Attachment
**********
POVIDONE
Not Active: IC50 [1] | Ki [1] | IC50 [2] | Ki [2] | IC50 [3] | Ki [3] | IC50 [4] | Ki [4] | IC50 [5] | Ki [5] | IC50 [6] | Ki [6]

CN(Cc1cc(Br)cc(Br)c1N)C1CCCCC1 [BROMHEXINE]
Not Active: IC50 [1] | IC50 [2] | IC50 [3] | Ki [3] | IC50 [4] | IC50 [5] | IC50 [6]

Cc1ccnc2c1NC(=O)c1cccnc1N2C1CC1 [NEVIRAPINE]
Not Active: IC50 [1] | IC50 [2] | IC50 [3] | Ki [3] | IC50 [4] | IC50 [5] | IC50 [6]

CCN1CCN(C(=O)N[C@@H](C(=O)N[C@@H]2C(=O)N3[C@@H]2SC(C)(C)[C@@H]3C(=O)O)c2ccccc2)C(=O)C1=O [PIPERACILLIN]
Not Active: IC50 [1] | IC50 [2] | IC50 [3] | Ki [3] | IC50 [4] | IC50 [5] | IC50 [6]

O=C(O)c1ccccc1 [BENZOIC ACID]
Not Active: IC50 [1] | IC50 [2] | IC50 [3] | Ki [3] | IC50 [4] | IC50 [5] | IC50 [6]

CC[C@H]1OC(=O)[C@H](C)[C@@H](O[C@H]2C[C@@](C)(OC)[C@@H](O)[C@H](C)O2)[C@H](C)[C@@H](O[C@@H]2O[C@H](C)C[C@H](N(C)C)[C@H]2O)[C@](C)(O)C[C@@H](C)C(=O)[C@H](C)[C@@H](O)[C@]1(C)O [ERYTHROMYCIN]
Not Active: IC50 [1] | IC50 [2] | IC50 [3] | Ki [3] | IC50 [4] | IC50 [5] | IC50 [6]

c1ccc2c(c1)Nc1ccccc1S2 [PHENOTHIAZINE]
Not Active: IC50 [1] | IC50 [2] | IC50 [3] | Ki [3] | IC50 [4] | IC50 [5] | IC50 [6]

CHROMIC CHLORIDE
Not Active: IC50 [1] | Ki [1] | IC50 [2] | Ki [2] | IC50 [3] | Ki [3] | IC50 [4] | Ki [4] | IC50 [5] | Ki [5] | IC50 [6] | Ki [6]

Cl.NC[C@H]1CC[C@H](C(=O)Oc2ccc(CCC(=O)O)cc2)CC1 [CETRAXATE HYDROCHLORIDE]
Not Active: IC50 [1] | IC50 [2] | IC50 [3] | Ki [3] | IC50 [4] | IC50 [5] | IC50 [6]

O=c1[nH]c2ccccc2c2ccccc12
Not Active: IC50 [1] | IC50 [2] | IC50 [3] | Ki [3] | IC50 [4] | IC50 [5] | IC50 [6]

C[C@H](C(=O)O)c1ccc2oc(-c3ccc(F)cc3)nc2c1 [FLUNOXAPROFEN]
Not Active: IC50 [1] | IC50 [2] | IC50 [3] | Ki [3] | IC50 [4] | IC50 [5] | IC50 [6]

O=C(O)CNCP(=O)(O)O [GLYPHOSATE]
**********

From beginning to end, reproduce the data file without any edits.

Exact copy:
POVIDONE
Not Active: IC50 [1] | Ki [1] | IC50 [2] | Ki [2] | IC50 [3] | Ki [3] | IC50 [4] | Ki [4] | IC50 [5] | Ki [5] | IC50 [6] | Ki [6]

CN(Cc1cc(Br)cc(Br)c1N)C1CCCCC1 [BROMHEXINE]
Not Active: IC50 [1] | IC50 [2] | IC50 [3] | Ki [3] | IC50 [4] | IC50 [5] | IC50 [6]

Cc1ccnc2c1NC(=O)c1cccnc1N2C1CC1 [NEVIRAPINE]
Not Active: IC50 [1] | IC50 [2] | IC50 [3] | Ki [3] | IC50 [4] | IC50 [5] | IC50 [6]

CCN1CCN(C(=O)N[C@@H](C(=O)N[C@@H]2C(=O)N3[C@@H]2SC(C)(C)[C@@H]3C(=O)O)c2ccccc2)C(=O)C1=O [PIPERACILLIN]
Not Active: IC50 [1] | IC50 [2] | IC50 [3] | Ki [3] | IC50 [4] | IC50 [5] | IC50 [6]

O=C(O)c1ccccc1 [BENZOIC ACID]
Not Active: IC50 [1] | IC50 [2] | IC50 [3] | Ki [3] | IC50 [4] | IC50 [5] | IC50 [6]

CC[C@H]1OC(=O)[C@H](C)[C@@H](O[C@H]2C[C@@](C)(OC)[C@@H](O)[C@H](C)O2)[C@H](C)[C@@H](O[C@@H]2O[C@H](C)C[C@H](N(C)C)[C@H]2O)[C@](C)(O)C[C@@H](C)C(=O)[C@H](C)[C@@H](O)[C@]1(C)O [ERYTHROMYCIN]
Not Active: IC50 [1] | IC50 [2] | IC50 [3] | Ki [3] | IC50 [4] | IC50 [5] | IC50 [6]

c1ccc2c(c1)Nc1ccccc1S2 [PHENOTHIAZINE]
Not Active: IC50 [1] | IC50 [2] | IC50 [3] | Ki [3] | IC50 [4] | IC50 [5] | IC50 [6]

CHROMIC CHLORIDE
Not Active: IC50 [1] | Ki [1] | IC50 [2] | Ki [2] | IC50 [3] | Ki [3] | IC50 [4] | Ki [4] | IC50 [5] | Ki [5] | IC50 [6] | Ki [6]

Cl.NC[C@H]1CC[C@H](C(=O)Oc2ccc(CCC(=O)O)cc2)CC1 [CETRAXATE HYDROCHLORIDE]
Not Active: IC50 [1] | IC50 [2] | IC50 [3] | Ki [3] | IC50 [4] | IC50 [5] | IC50 [6]

O=c1[nH]c2ccccc2c2ccccc12
Not Active: IC50 [1] | IC50 [2] | IC50 [3] | Ki [3] | IC50 [4] | IC50 [5] | IC50 [6]

C[C@H](C(=O)O)c1ccc2oc(-c3ccc(F)cc3)nc2c1 [FLUNOXAPROFEN]
Not Active: IC50 [1] | IC50 [2] | IC50 [3] | Ki [3] | IC50 [4] | IC50 [5] | IC50 [6]

O=C(O)CNCP(=O)(O)O [GLYPHOSATE]